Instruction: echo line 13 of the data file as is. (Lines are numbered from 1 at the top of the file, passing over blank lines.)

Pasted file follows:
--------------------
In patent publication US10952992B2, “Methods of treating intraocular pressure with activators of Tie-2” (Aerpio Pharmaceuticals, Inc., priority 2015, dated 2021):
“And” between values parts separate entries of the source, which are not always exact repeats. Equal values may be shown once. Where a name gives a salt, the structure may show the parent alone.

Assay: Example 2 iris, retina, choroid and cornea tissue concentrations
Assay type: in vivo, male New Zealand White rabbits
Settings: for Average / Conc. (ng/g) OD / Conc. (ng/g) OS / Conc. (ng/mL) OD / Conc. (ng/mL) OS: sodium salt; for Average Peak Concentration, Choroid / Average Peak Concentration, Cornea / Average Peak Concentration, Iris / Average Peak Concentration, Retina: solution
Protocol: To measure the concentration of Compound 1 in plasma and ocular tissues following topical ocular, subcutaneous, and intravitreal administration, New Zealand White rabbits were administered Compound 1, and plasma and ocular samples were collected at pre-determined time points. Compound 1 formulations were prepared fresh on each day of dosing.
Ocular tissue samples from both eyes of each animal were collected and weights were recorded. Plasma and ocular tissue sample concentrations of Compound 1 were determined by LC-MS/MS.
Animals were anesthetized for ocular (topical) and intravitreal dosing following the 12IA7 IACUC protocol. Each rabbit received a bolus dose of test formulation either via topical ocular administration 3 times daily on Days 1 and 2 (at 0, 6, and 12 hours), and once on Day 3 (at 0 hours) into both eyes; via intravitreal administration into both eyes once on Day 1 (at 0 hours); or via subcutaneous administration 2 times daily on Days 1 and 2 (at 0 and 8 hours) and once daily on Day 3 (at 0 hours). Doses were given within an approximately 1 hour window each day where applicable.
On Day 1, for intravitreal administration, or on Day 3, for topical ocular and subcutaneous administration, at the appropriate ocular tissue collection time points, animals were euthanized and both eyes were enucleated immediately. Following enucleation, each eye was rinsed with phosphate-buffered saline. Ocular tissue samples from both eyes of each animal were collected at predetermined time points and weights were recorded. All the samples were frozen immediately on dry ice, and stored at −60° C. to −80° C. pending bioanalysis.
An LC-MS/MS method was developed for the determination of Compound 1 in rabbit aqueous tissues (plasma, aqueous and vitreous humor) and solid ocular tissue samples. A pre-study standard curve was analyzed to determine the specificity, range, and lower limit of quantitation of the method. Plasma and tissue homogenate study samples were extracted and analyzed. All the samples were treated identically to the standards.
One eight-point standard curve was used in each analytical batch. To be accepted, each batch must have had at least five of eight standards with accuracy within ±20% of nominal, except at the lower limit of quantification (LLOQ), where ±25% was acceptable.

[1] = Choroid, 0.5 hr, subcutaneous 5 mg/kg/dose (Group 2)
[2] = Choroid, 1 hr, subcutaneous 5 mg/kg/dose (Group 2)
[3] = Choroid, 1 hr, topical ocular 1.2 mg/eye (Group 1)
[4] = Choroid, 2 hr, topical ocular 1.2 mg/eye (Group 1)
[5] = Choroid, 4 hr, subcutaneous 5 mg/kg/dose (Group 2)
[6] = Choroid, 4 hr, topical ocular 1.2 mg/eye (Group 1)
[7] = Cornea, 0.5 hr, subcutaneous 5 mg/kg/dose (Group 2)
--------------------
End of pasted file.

[2] = Choroid, 1 hr, subcutaneous 5 mg/kg/dose (Group 2)